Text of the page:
Stakeholders bullish over coffee industry’s growth despite challenges
Amid the shortage in coffee production all over the world possibly due to climate change, local stakeholders expressed optimism that there are still bright prospects for the industry.
Tuburan Mayor Democrito Diamante, whose town only recently started producing coffee, said he believes the coffee industry worldwide can still recover.
“Governments should pay attention to the issues hounding the industry and come up with ways to help farmers increase their yield,” he said in a phone interview with Cebu Daily News.
In a bid to become the country’s “coffee capital,” Diamante said his municipal government is now requiring residents to plant coffee through a “plant now, pay later” scheme.
Under this arrangement, residents of the midwestern Cebu town will be given coffee seedlings to plant in their backyards or farms and the local government will buy their produce during harvest.
The mayor added that the Ramon Aboitiz Foundation Inc. (Rafi) was also willing to lend up to 20,000 hectares of farmland until 2020, which he said would greatly help the local coffee industry and economy.
Diamante said the local government also hired a consultant to help develop the town’s coffee industry.
By next year, the government official said they project to produce not less than two tons of coffee beans every month.
Greening program to coffee
What started out as a project under the Department of Environment and Natural Resources’ (DENR) National Greening Program (NGP) in 2011 has now grown into a coffee industry that supports more than 900 farmer beneficiaries working on highland farms with a total area of 2,850 hectares and covers 16 barangays.
After seeing how coffee farming can help alleviate poverty in the municipality, Diamante said he decided to adopt the program and make it more sustainable.
At present, Tuburan can produce 500 kilograms of coffee beans every month, some of which are also shipped to a roasting company in Cavite.
Ma. Elena Arbon, director of the Department of Trade and Industry (DTI) in Cebu, said what they are addressing right now is the low volume of coffee bean production in the province.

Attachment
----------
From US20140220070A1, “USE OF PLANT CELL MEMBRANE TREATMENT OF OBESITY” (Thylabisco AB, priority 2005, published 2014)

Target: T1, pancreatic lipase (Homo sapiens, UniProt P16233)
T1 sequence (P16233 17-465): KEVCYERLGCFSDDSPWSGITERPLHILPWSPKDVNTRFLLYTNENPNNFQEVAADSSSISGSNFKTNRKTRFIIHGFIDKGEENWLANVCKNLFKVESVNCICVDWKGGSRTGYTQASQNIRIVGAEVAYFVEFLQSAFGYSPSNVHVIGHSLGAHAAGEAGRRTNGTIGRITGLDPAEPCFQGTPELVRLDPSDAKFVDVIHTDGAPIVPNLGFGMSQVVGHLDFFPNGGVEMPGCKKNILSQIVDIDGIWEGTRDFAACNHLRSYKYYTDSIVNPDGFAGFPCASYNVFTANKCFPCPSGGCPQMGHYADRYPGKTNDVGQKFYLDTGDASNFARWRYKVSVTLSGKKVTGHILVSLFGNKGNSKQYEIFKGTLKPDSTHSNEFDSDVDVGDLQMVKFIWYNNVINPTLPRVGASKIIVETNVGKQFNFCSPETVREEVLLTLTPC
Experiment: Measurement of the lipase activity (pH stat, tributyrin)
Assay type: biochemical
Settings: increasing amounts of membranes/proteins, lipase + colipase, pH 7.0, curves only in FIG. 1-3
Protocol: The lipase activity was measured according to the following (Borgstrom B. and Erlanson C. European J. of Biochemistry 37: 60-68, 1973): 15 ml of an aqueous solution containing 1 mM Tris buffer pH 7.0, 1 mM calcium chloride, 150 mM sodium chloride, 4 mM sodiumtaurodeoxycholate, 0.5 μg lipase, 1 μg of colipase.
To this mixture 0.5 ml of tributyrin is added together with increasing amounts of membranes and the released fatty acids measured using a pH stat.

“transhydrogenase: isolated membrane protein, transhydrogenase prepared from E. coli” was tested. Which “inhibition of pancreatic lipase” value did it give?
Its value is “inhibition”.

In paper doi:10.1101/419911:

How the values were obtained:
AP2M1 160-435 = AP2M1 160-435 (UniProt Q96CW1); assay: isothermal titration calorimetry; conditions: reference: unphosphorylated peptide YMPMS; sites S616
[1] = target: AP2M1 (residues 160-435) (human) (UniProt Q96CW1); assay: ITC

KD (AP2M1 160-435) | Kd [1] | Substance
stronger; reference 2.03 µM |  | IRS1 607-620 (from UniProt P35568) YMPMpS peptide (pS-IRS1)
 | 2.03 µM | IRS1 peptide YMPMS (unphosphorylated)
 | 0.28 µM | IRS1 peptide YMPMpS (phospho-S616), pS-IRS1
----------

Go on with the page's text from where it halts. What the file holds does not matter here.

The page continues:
“The challenge is in our production volumes because we are still starting to plant. Right now, our production is still really low,” she said.
Arbon said the DTI is doing capacity development for Tuburan farmers as well as looking at what support it can give in terms of processing equipment and also marketing.
Glenn Soco, president and founder of homegrown coffee shop brand Coffee Dream, said he sees so much potential in the Philippine coffee industry despite present challenges faced by stakeholders globally.
“There is a very big untapped potential for coffee farming here in the Philippines. Our country sits in the coffee belt and we have enough consumption to create the demand,” he said in a text message.
Soco pointed out that the Philippines used to be the third largest producer of coffee in the world, only next to Brazil and Indonesia.
He said there is a need for government to step up in its interventions as well as strengthen its programs necessary to help the local coffee industry grow.
“It is a very good source of livelihood for the farmers and the community,” said Soco.
According to a Bloomberg report, the coffee industry has tapped scientists to find plants more adaptable to a changing climate after an alarming four-year deficit in coffee production.
As quoted by the Inquirer, the report cites that the World Coffee Research Institute is scouring countries for plant varieties and doing experiments to see which plants can survive colder climates and a costly fungal disease.
Christophe Montagnon, a geneticist and lead researcher of the project, said the effect of a warmer planet due to climate change is that only regions with colder climates “will remain arable.”
While the demand for coffee has boomed to an “all-time high,” current production levels are unable to keep up due to “deforestation, abnormally high temperatures, a lack of precipitation, and disease,” with some factors possibly linked to climate change.
The Philippine Coffee Board Inc. cites that the Philippine market for coffee is high, with a demand of 100,000 tons per year.
However, in a US Department of Agriculture report, the country only produced 27,000 tons last 2014, while the local Department of Agriculture listed “erratic climate conditions” and the urbanization of farm land among the threats to production.
The Philippines is one of the few countries that can produce four main coffee bean varieties, namely Robusta, Arabica, Excelsa and Liberica (or Barako).
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